Australia has consistently witnessed limited to no improvement in the health indicators of Aboriginal and Torres Strait Islander peoples’. Indigenous life expectancy for 1996–2001 was 59 years for males and 65 years for females. This figure is approximately 17 years below the 77 years and 82 years life expectancy for all Australian males and females respectively, for the 1998–2000 period (1). There have been some improvements in life expectancy in the Northern Territory, however there is no indication that health has improved overall for the total Indigenous population (2). Within the North Queensland region, Aboriginal and Torres Strait Islander communities face some of the poorest health outcomes in Australia (3).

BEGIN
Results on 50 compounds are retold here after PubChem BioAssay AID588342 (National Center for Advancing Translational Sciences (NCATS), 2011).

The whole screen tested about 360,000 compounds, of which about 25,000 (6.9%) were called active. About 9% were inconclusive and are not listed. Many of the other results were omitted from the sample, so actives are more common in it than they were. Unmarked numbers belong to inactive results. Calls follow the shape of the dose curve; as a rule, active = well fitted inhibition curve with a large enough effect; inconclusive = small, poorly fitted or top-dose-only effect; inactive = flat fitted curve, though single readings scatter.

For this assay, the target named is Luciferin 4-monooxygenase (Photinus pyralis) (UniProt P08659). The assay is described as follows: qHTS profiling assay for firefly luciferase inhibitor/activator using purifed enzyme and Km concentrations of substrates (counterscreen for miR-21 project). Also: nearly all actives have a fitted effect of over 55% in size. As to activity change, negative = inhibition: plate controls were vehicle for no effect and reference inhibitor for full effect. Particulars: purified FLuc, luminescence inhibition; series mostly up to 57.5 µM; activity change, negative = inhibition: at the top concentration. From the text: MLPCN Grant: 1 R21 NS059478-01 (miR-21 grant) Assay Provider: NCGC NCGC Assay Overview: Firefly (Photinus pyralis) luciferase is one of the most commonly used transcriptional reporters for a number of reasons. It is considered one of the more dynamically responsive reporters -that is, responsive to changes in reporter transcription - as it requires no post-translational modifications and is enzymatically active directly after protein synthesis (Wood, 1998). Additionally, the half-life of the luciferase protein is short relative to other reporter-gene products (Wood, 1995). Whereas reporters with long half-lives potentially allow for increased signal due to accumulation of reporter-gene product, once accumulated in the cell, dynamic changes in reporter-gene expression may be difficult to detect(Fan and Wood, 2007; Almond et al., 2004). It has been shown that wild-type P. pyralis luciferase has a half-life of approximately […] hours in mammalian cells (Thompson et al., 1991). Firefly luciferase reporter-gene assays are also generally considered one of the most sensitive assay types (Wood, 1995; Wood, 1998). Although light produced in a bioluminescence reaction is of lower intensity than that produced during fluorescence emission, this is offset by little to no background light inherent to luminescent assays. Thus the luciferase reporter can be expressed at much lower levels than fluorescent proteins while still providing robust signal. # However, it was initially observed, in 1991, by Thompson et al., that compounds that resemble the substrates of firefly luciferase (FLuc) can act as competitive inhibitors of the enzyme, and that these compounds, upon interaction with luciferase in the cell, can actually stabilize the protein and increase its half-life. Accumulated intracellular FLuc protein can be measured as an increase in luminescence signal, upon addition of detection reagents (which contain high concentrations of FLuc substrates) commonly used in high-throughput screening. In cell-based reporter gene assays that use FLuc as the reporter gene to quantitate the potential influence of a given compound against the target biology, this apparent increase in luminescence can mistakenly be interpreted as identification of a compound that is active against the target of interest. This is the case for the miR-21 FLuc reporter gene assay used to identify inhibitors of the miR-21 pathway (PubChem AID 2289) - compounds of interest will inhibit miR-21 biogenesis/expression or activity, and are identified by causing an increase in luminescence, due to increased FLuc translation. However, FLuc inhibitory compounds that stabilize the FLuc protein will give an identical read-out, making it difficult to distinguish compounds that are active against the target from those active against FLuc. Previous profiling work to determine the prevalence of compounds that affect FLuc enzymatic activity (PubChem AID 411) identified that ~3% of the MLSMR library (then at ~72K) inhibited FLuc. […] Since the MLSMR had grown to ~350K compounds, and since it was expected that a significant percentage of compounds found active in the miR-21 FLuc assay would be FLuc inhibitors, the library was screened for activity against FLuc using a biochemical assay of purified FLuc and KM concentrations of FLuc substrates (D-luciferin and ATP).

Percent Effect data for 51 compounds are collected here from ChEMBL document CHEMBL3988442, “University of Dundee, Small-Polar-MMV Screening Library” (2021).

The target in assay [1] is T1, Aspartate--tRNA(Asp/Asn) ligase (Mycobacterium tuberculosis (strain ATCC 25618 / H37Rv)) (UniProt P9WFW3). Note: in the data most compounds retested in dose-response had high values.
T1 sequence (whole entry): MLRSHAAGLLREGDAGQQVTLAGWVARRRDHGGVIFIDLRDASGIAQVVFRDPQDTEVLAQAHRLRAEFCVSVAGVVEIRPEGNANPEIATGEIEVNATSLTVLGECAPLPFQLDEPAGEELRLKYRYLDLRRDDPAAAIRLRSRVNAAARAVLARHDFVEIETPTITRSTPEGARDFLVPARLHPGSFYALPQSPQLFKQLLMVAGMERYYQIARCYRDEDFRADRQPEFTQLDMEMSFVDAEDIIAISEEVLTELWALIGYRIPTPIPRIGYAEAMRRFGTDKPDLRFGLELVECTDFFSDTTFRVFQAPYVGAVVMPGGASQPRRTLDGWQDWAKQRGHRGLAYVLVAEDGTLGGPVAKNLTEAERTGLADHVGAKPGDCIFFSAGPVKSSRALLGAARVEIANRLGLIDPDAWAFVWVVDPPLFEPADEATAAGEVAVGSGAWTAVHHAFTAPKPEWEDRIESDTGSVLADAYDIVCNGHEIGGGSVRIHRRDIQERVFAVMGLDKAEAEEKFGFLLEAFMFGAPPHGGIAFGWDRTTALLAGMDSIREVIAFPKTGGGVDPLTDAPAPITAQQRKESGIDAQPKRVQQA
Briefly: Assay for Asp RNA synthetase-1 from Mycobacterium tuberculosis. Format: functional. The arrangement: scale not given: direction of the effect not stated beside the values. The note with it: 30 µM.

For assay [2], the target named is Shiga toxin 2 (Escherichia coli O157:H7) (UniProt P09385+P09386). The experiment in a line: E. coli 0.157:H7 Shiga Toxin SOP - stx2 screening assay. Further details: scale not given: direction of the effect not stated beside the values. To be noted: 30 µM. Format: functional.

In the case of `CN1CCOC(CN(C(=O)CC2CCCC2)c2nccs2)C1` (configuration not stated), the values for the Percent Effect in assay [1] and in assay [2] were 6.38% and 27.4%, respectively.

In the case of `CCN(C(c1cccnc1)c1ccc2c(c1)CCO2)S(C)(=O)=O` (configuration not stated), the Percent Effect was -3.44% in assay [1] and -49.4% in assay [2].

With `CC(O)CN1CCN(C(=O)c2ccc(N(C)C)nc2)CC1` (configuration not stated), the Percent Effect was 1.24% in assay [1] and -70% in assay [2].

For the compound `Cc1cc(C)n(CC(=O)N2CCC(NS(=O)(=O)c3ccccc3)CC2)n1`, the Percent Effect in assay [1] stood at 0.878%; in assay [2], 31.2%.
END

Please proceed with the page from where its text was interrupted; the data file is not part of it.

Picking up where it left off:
Despite this, minimal research has been conducted looking into the rehabilitation needs of Indigenous communities within North Queensland. James Cook University’s Strategic Intent states that it is “…committed to working towards the achievement of genuine and sustainable reconciliation between Aboriginal and Torres Strait Islander peoples and the wider community” (4). Staff of the Faculty of Medicine, Health and Molecular Sciences within the School of Public Health, Tropical Medicine and Rehabilitation Sciences (SPHTMRS) has been actively translating this statement into research. In 2006/7 a number of staff, including Indigenous academics, came together to plan a research agenda that could explore the rehabilitation needs of Aboriginal and Torres Strait Islander communities in North Queensland. The aim of the collaborative was to direct research about the community, educators, service providers and rehabilitation science students, without overburdening local Indigenous consultants.